Facility Hygiene and Density Tracking

By implementing IoT connected devices for predictive cleaning, building managers can improve the overall efficiency and cleanliness of shared spaces. For example, IoT sensors can notify facility managers when soap dispensers and towels are running low so they can replace them immediately without a manual check. Predictive cleaning can lower infection rates and costs by enabling on-demand and as-needed cleaning to ensure common areas such as restrooms and conference rooms are safe for employees to use.

Freespace created a Cleanreader solution that works by using sensors to collect occupancy data. It provides facility managers and cleaning staff with the data they need to ensure that desks, meeting rooms and communal areas are cleaned and disinfected between users.

Safety and Security for All

Our expectation as workers and consumers has reached a new baseline. We want to be able to see what businesses are doing to be safe and to know they are addressing how to avoid future impacts of this pandemic or any future major health crisis.

Clearly, workers are concerned about the safety of their work environments. OSHA data shows more than 60,000 COVID-19-related complaints have been filed to the agency’s state and federal offices, as of March 28, 2021.

Essential workers in the US, including healthcare, food service and transportation, make up 39% of our workforce, according to the United Way. The frontline environments have especially shown just how fast COVID can spread. Implementing innovative IoT technology will significantly and immediately impact safety.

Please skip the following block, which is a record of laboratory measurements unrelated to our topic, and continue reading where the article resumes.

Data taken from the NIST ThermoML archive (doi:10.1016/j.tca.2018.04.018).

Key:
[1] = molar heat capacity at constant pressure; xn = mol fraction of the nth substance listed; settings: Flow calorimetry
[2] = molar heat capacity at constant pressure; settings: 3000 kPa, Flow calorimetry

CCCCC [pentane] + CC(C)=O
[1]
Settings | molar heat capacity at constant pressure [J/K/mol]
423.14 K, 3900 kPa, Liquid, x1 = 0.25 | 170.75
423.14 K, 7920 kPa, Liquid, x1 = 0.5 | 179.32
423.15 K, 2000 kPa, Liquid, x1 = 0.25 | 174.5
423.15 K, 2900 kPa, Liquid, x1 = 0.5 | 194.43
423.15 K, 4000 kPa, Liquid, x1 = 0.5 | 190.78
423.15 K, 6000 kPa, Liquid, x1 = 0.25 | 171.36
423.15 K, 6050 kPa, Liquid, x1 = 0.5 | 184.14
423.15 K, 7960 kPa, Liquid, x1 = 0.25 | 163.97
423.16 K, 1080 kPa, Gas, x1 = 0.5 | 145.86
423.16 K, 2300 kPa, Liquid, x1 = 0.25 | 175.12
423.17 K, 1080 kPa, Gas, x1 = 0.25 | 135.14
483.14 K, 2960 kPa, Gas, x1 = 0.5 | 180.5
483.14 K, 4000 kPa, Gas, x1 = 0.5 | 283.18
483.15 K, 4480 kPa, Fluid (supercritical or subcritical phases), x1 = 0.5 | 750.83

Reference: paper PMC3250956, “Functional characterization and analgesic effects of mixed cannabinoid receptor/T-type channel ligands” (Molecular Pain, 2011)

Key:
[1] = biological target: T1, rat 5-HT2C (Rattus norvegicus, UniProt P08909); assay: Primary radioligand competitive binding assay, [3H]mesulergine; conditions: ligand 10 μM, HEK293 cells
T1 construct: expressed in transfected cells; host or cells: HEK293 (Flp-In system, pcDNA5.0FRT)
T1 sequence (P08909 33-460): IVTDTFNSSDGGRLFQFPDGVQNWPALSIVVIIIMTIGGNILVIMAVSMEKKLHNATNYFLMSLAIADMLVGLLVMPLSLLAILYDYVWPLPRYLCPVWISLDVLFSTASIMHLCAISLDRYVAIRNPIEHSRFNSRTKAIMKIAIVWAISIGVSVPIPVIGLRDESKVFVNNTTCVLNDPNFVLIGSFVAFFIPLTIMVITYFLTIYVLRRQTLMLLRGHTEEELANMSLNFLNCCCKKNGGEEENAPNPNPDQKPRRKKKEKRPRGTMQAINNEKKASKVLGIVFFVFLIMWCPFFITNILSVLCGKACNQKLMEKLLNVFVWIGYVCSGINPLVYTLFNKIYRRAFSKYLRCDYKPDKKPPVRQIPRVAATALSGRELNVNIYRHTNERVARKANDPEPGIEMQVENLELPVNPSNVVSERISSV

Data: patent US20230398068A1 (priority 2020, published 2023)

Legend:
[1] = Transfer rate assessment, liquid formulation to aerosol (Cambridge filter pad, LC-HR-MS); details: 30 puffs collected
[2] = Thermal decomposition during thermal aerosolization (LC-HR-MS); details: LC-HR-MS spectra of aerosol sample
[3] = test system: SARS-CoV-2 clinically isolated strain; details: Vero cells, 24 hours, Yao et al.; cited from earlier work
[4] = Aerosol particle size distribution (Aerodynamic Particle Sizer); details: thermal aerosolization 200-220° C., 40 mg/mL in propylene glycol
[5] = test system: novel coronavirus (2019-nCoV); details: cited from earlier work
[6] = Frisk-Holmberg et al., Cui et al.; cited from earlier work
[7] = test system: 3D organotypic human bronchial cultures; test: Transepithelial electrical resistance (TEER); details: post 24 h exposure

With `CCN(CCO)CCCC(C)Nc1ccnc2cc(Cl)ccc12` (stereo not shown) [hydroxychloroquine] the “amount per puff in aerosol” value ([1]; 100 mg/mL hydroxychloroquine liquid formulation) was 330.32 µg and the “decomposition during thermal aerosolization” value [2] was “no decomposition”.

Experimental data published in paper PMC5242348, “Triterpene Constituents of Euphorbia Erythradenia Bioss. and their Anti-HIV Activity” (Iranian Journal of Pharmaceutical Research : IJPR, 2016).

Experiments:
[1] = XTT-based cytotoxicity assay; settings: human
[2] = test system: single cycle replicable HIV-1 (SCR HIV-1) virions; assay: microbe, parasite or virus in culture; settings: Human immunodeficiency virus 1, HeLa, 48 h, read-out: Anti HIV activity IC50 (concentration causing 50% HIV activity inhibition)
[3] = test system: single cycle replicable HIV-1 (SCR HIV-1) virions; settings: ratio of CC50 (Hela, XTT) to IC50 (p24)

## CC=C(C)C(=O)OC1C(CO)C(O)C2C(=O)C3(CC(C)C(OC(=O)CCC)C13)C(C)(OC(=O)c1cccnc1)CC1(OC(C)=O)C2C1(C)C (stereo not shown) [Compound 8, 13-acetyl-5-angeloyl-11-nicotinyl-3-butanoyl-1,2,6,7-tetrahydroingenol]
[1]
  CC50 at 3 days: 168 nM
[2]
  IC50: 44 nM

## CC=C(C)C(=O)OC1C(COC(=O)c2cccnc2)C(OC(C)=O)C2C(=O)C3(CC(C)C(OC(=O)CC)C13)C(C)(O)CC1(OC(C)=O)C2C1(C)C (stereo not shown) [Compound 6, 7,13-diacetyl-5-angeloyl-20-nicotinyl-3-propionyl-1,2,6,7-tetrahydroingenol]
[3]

Regardless of sector, we are seeing that traceability and visibility are becoming the new standards for reopening. For businesses, this represents a financial investment – from planning and selecting technology solutions to implementing, training and overall adoption. Businesses need to know that investments they are making today in response to the pandemic can be cost-effectively and easily deployed. Furthermore, many of the technologies being used to reopen workplaces today can be extended into a post-COVID-19 world to advance worker safety in dangerous work environments or in the event of a future health crisis.

The use of wireless, cellular connected IoT devices is leading the way – allowing secure, plug-and-play deployments that don’t interfere with existing IT infrastructures. Now is the time to quickly transition into a new paradigm where fast and accurate data will save business revenue and save lives.

About the author: Elizabeth Grossenbacher is the Senior Product Marketing Manager for Twilio IoT and host of the “Emerging Stronger with IoT” webinar series. Elizabeth works closely with IoT customers to understand and share their impact on the world. Prior to Twilio, Elizabeth launched dozens of products and programs at various high tech organizations, consulted for Fortune 500 companies at Gartner, and served as an IoT subject matter expert for strategy projects.

Edited by Erik Linask